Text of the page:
The building for the storage of high-level radioactive waste is a striking orange bunker located in the middle of COVRA’s grounds. The HABOG was designed by the artist William Verstraeten. Every twenty years the building will be painted a tinge lighter, until in one hundred years it is white. The structure’s colour will gradually become less intense, in the same way that in time, the heat and radiation produced by the waste stored inside will gradually decrease. The building thereby reflects the concept of radioactive waste in an accessible manner.


In 2017 the orange bunker acquired a blue sister: VOG-2, a new storage building for depleted uranium. The building is bright blue with a few orange stripes, and 15-metre long stainless steels pipes sticking out of the roof edge at three corners of the building. These pipes make VOG-2 the biggest sundial of Europe. This too is a reference to the time factor, which ultimately renders radioactive waste harmless. The VOG-2 was designed by William Verstraeten.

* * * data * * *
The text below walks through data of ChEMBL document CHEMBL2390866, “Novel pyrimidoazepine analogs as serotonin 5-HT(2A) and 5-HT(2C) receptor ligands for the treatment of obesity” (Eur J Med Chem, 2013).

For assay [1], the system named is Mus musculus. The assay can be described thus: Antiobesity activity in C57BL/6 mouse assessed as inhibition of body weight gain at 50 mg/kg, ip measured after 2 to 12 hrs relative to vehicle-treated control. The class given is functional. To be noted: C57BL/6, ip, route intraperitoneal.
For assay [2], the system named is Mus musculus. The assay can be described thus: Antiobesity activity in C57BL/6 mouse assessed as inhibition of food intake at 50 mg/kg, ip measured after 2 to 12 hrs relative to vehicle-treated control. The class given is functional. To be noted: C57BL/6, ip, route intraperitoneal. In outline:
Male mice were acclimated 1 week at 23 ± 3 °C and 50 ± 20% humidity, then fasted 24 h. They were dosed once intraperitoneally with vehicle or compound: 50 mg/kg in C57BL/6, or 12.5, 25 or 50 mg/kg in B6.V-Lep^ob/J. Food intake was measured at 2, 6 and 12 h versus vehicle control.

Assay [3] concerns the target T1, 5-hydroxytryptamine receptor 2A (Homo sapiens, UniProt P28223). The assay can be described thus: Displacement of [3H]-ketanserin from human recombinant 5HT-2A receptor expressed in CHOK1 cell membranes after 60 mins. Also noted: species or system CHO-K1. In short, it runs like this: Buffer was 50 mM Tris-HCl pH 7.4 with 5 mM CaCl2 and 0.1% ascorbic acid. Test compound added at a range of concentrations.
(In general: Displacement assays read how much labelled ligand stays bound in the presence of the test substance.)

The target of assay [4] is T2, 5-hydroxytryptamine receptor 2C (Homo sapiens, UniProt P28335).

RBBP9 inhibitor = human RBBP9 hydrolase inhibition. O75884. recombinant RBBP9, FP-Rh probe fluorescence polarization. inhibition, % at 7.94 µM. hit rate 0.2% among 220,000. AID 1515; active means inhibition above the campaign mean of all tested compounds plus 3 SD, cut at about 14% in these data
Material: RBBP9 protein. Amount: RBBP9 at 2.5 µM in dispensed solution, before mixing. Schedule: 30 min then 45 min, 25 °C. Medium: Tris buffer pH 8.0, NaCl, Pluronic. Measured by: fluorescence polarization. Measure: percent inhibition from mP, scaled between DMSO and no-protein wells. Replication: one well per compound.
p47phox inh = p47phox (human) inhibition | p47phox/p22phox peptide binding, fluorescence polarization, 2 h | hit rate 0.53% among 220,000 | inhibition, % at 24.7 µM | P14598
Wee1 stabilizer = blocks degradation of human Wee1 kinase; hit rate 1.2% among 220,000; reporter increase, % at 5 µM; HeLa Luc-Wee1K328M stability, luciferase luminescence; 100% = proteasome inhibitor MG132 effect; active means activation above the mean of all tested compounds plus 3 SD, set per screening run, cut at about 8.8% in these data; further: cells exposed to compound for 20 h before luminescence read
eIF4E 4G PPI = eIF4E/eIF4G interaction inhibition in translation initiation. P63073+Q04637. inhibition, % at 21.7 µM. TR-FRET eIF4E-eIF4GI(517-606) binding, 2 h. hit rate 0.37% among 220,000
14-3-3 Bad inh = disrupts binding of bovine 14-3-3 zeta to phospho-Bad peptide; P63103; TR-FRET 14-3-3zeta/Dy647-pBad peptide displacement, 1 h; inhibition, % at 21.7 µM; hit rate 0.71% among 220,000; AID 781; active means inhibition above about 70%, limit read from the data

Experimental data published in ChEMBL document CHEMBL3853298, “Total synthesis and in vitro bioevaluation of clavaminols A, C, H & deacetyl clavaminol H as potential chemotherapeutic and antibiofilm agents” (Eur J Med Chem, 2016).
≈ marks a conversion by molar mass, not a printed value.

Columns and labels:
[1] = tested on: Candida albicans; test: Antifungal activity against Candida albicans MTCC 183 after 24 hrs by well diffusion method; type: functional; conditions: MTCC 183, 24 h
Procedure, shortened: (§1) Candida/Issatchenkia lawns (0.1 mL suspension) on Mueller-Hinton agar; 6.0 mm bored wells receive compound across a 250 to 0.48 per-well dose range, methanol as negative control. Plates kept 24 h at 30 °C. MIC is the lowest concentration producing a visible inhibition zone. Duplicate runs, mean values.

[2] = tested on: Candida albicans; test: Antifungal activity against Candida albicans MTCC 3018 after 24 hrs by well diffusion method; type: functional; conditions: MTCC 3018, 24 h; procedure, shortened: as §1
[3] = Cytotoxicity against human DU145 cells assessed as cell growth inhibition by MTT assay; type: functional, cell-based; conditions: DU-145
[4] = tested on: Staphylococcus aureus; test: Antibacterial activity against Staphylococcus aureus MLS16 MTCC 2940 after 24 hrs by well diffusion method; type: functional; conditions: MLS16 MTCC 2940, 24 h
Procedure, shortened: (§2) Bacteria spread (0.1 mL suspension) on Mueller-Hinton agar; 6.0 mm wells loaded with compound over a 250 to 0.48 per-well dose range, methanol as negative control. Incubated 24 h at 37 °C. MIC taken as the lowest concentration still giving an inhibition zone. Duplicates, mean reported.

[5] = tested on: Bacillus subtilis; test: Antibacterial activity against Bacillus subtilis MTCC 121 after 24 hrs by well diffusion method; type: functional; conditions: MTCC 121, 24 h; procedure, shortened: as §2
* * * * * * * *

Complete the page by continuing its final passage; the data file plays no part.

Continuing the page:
... and de preservation of art

The storage building for low-level and intermediate-level radioactivity is protected and has a controlled climate. In actual fact, everything that a depot needs. For this reason, COVRA has made the space that is unusable for the storage of waste available to Zeeland museums. For the coming hundred years the storage building will also function as a museum depot, with various objects of art displayed between the containers of radioactive waste.

Between the barrels with radioactive waste there is also a display case with a very special content: the radium preparation that Marie Curie took a hundred years ago by train from Paris to the Netherlands to study the effect of temperature on radioactivity.

Did you know that …

… since 2005 exhibitions are also held in the hall of COVRA’s office building? The expositions change every quarter. On workdays between 08.00 and 17.00 hours the expositions are freely accessible.